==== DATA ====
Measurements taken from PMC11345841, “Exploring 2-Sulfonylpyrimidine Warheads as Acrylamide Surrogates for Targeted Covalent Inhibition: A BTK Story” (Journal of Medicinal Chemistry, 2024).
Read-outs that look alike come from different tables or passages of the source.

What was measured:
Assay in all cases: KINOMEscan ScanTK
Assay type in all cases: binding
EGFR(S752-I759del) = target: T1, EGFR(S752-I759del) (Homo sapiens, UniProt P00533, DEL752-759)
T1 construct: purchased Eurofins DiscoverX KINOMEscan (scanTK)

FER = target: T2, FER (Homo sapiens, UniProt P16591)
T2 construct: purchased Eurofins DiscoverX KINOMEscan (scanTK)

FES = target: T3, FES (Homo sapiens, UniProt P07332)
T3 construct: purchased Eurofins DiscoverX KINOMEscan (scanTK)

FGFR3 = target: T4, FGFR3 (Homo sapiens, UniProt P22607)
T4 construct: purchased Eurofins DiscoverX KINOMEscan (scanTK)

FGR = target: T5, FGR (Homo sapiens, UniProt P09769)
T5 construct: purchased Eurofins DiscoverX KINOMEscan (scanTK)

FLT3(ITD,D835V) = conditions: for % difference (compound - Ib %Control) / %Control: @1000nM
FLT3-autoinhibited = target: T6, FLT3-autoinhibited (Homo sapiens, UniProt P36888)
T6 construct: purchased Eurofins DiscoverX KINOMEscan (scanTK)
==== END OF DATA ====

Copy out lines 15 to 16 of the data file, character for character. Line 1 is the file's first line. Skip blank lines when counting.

T5 construct: purchased Eurofins DiscoverX KINOMEscan (scanTK)

FLT3(ITD,D835V) = conditions: for % difference (compound - Ib %Control) / %Control: @1000nM